Our party of four, V, Do, M, and Du, was welcomed with a tray of cold drinks, much appreciated. During our 2+ day stay, we came to depend on the same smiling, competent and knowledgeable service from the manager and hostess, Albert and Georgina Paradzai, ably assisted by Stephen Midzi. Whatever we wanted, or asked about, whether game-viewing drives or queries about trees, animals or birds was quickly and courteously arranged or answered. Our accommodation was in spacious rondavels, comfortably furnished and well-screened, plus electric light and hot water. Wide stone paths avoided mud, as quite improbably it rained on the Monday of our arrival and on and off all day Tuesday. (We saw the Geminid meteorite showers under difficult conditions, amused at the counter-claims that these were only fireflies). The hanging pods of the Kigelia africana advised caution on taking a shortcut to the dining area – later we saw many more of these trees.

Colophospermum mopane filled the skyline across the wetland with its bright green foliage, yet around the Lodge itself, Acacia tortilis with its greyish-green leaves, whether as a thorny shrub or as a flat-top tree, dominated. Other acacias recognized were Acacia galpinii, Acacia nigrescens, Acacia nilotica, and the vivid Acacia karroo in full flower.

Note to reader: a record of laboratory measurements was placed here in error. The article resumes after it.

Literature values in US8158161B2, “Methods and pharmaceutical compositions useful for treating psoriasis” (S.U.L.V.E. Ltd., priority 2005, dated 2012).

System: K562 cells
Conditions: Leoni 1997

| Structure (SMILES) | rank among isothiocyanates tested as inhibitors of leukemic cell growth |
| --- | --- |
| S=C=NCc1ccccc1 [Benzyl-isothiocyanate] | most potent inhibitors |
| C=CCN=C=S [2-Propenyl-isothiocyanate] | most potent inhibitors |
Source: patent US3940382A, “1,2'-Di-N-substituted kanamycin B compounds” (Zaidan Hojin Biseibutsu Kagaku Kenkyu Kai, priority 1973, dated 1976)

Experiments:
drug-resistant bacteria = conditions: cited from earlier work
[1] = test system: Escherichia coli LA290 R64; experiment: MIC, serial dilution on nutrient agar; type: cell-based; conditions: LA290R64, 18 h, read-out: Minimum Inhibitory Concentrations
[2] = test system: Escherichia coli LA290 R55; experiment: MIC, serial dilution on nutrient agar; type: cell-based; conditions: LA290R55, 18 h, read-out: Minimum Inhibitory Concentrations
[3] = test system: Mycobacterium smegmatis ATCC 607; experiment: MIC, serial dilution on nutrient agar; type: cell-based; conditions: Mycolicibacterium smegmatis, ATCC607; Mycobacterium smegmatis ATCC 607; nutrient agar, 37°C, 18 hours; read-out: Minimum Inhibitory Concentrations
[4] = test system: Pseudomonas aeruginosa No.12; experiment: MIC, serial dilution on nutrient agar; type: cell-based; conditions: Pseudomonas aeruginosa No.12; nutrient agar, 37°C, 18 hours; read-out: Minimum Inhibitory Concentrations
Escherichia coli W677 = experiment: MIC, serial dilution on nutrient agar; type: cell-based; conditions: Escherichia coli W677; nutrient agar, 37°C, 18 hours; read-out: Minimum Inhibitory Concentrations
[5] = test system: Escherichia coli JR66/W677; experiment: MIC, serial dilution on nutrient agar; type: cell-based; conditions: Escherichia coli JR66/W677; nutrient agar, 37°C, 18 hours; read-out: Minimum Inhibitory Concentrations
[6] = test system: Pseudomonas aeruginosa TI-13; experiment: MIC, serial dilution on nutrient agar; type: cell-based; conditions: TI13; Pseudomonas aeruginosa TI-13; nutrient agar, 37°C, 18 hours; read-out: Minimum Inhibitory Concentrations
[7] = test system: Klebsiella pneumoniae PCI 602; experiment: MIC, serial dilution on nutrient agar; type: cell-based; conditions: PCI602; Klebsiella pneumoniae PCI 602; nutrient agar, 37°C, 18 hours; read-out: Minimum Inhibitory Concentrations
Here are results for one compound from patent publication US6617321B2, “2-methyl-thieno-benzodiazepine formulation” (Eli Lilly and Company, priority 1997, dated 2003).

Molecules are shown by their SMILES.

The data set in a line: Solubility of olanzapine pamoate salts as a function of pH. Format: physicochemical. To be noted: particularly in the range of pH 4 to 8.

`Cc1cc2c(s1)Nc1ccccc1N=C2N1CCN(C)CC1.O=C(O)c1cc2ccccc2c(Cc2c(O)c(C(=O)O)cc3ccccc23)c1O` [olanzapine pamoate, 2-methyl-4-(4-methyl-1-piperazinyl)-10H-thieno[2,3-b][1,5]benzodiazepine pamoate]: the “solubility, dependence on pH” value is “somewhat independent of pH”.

Our interests were not all exactly the same. Do hankered after seeing big game, and though we went on several rives he saw only impala and warthog. Both V and M were keen on their trees, and Albert was able to identify a wide variety for them, some found only in this area, such as the great Albizia glaberrima along the banks of the Save river Du was happy to be in the bush, and reveled in the larger trees, such as the Albizia, Khaya anthotheca, mopane at least 30 m high in one area, and of course the baobabs Adansonia digitata – one like a lady in overlapping pink crinoline skirts, and another with a thriving honey factory. We shared a common interest in birds, and frequently Albert would stop the truck, saying “I can hear such-and-such a bird” (which we never did) “let us see if we can spot, it in that tree over there”, and usually we then did. Around the lodge, the call of Burchell’s Coucal was heard frequently, a liquid du-du-du-du-du-; and one high for Du was to see two of them perched in a tortilis tree with their wings spread out fan-wise, drying them after rain.